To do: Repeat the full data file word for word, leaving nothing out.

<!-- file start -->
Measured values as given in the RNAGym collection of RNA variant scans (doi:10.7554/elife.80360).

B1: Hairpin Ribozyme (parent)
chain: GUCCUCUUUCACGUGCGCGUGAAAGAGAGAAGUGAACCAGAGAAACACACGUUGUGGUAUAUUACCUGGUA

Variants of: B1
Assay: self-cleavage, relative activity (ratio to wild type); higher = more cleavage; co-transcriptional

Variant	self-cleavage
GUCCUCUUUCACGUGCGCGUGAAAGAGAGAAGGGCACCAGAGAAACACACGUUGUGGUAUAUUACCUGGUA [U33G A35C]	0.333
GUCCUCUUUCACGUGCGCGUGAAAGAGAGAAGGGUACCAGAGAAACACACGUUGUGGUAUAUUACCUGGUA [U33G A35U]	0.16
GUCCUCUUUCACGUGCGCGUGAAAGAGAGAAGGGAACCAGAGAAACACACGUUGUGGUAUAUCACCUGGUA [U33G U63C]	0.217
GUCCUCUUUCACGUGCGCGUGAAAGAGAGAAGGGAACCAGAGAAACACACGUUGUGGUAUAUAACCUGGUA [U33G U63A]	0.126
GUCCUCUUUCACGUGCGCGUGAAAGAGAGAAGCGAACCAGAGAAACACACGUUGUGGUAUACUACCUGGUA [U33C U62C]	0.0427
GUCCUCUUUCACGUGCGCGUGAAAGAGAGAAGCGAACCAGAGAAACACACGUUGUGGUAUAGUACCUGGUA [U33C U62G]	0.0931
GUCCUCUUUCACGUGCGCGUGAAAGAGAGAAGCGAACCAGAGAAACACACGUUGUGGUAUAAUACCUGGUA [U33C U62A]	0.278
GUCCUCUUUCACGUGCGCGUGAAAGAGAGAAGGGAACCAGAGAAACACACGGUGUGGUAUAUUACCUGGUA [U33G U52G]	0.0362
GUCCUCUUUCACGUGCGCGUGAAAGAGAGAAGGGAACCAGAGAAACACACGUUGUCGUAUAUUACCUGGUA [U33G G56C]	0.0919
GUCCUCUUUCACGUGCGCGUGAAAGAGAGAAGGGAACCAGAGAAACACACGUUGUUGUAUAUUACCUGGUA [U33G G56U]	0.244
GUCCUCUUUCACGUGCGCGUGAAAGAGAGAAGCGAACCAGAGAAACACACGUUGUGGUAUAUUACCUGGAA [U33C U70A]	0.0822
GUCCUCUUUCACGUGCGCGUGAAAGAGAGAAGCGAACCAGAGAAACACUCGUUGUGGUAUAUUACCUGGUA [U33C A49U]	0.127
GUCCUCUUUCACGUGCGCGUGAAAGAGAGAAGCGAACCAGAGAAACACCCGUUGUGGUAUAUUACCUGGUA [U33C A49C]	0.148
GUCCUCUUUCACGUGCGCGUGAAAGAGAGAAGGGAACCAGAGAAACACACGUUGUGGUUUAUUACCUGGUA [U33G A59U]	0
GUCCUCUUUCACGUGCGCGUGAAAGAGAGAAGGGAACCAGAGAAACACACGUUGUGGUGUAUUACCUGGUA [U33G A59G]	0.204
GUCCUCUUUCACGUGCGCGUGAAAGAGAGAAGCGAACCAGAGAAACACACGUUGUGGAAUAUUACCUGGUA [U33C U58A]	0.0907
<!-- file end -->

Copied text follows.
Measured values as given in the RNAGym collection of RNA variant scans (doi:10.7554/elife.80360).

B1: Hairpin Ribozyme (parent)
chain: GUCCUCUUUCACGUGCGCGUGAAAGAGAGAAGUGAACCAGAGAAACACACGUUGUGGUAUAUUACCUGGUA

Variants of: B1
Assay: self-cleavage, relative activity (ratio to wild type); higher = more cleavage; co-transcriptional

Variant	self-cleavage
GUCCUCUUUCACGUGCGCGUGAAAGAGAGAAGGGCACCAGAGAAACACACGUUGUGGUAUAUUACCUGGUA [U33G A35C]	0.333
GUCCUCUUUCACGUGCGCGUGAAAGAGAGAAGGGUACCAGAGAAACACACGUUGUGGUAUAUUACCUGGUA [U33G A35U]	0.16
GUCCUCUUUCACGUGCGCGUGAAAGAGAGAAGGGAACCAGAGAAACACACGUUGUGGUAUAUCACCUGGUA [U33G U63C]	0.217
GUCCUCUUUCACGUGCGCGUGAAAGAGAGAAGGGAACCAGAGAAACACACGUUGUGGUAUAUAACCUGGUA [U33G U63A]	0.126
GUCCUCUUUCACGUGCGCGUGAAAGAGAGAAGCGAACCAGAGAAACACACGUUGUGGUAUACUACCUGGUA [U33C U62C]	0.0427
GUCCUCUUUCACGUGCGCGUGAAAGAGAGAAGCGAACCAGAGAAACACACGUUGUGGUAUAGUACCUGGUA [U33C U62G]	0.0931
GUCCUCUUUCACGUGCGCGUGAAAGAGAGAAGCGAACCAGAGAAACACACGUUGUGGUAUAAUACCUGGUA [U33C U62A]	0.278
GUCCUCUUUCACGUGCGCGUGAAAGAGAGAAGGGAACCAGAGAAACACACGGUGUGGUAUAUUACCUGGUA [U33G U52G]	0.0362
GUCCUCUUUCACGUGCGCGUGAAAGAGAGAAGGGAACCAGAGAAACACACGUUGUCGUAUAUUACCUGGUA [U33G G56C]	0.0919
GUCCUCUUUCACGUGCGCGUGAAAGAGAGAAGGGAACCAGAGAAACACACGUUGUUGUAUAUUACCUGGUA [U33G G56U]	0.244
GUCCUCUUUCACGUGCGCGUGAAAGAGAGAAGCGAACCAGAGAAACACACGUUGUGGUAUAUUACCUGGAA [U33C U70A]	0.0822
GUCCUCUUUCACGUGCGCGUGAAAGAGAGAAGCGAACCAGAGAAACACUCGUUGUGGUAUAUUACCUGGUA [U33C A49U]	0.127
GUCCUCUUUCACGUGCGCGUGAAAGAGAGAAGCGAACCAGAGAAACACCCGUUGUGGUAUAUUACCUGGUA [U33C A49C]	0.148
GUCCUCUUUCACGUGCGCGUGAAAGAGAGAAGGGAACCAGAGAAACACACGUUGUGGUUUAUUACCUGGUA [U33G A59U]	0
GUCCUCUUUCACGUGCGCGUGAAAGAGAGAAGGGAACCAGAGAAACACACGUUGUGGUGUAUUACCUGGUA [U33G A59G]	0.204
GUCCUCUUUCACGUGCGCGUGAAAGAGAGAAGCGAACCAGAGAAACACACGUUGUGGAAUAUUACCUGGUA [U33C U58A]	0.0907